Will you be robbed on holiday?

Travellers are always targets for robbers, be it a pickpocket, or a break in at your accommodation. I have laid out some tips here to limit the risk of you becoming a victim. Do not flash the cash, this is the most common and ignored advice and applies especially if you are travelling to a poorer country.


Will you be robbed on holiday?

Only carry the amount of money you need

Think about the money you carry. I have seen people in the Gambia open there wallets or purse and you see well over £100 sitting there in a country with an average wage of under £20 a week, 2 months’ salary in your wallet is a strong pull. Only take what you need.

Be careful what you carry

Same goes for what you carry, that expensive camera and video camera was a great buy in the sale, and so was your watch and the jewellery you wear. Just think what you have on your person could be worth over a year’s wages in a poor country.

Use the accommodations’ safe, sounds simple but do not forget to put things in the safe.

Credit Card fraud

According to ABTA and Retail Decisions (ReD), card fraud will be the biggest crime this summer. Here is some advice from ABTA and ReD, along with a few tips of my own. British travellers are most at risk due to the fact our cards are valuable, and therefore vulnerable as they tend to have the highest credit limits.

Highest risk destinations

Ghana, Nigeria, Indonesia, Morocco, Ivory Coast, Senegal, Nicaragua, Venezuela, Egypt, Dominican Republic. However crime can happen anywhere.

Before you leave home

All travellers should make a note of both there card numbers and the contact number in case of emergencies and leave these in safe keeping with a trusted friend. Better yet take a photocopy of both sides of your card. Of course NEVER give your pin numbers to anyone.

Contact your bank before you travel and inform them of your plans.

What should I look out for overseas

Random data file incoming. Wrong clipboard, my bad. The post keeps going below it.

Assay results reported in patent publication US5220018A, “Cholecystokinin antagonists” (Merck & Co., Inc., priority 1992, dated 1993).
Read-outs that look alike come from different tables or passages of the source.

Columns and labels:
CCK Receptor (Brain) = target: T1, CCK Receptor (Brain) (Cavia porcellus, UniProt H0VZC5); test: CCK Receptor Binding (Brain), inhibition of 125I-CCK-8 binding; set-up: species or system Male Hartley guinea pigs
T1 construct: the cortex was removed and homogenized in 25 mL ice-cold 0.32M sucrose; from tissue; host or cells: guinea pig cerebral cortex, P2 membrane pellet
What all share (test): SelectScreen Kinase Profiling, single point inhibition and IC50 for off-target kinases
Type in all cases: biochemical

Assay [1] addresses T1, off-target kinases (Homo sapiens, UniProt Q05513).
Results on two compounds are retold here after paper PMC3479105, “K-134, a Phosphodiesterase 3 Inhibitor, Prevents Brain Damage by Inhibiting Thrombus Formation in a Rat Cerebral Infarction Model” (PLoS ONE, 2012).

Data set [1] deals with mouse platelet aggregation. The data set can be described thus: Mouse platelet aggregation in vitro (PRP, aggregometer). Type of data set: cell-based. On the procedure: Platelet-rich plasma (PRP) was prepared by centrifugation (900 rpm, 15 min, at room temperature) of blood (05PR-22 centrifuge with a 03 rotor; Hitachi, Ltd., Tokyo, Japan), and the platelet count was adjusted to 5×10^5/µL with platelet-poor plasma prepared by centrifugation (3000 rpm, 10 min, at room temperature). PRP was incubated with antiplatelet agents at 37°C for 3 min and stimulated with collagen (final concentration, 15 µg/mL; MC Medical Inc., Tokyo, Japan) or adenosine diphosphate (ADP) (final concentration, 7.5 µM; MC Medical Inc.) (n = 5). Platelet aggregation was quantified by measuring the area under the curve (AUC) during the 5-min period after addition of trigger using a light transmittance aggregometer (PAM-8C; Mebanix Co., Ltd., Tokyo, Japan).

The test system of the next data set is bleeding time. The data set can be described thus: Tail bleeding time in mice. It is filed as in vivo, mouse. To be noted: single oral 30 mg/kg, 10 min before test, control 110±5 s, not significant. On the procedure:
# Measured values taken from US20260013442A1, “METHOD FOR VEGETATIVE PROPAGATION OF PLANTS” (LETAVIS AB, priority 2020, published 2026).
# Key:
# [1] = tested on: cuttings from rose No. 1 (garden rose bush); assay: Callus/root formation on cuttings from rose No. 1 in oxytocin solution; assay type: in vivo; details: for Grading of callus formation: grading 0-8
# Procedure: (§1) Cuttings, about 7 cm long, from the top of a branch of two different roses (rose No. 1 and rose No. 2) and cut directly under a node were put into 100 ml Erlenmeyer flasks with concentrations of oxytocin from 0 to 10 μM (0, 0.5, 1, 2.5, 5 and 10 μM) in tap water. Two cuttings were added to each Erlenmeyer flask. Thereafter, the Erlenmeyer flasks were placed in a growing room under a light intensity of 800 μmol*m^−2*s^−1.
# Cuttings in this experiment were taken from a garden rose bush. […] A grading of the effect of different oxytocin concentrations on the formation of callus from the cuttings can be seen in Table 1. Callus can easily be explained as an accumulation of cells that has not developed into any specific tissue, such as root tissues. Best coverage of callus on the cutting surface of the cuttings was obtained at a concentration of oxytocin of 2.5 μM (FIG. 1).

– Shoulder surfing at ATM’s, this occurs when someone tries to watch you enter your pin.
– Do not let your card out your sight; go to the pay point in restaurants etc.
– Never leave your card to run a tab.
– If you believe something has happened to your card contact your bank straight away.

Check your bank statements

Check your statements, if you do not recognise a transaction inform your bank. Sometimes a small transaction are put though your card as a test or to avoid the banks fraud detection software.

Use a travel payment card

Use a travel payment card these have several advantages. First if your card is stolen funds can be replaced. If you lose your bank card it is gone and you have no access to money. Travel payment cards are not connected to your bank account or credit history so it limits frauds done that way. Finally they come in different currencies so you can set your exchange rate before you travel.

Lastly do not think it cannot happen to you, be aware of what is happening and take out travel insurance.

Thanks to Nick for his excellent guest post today, giving consumer travel tips. Nick has worked for independent and multiple travel agents as well as a tour operator. He served on ABTA Eastern Board and currently runs his own independent travel agency for over 15 years.

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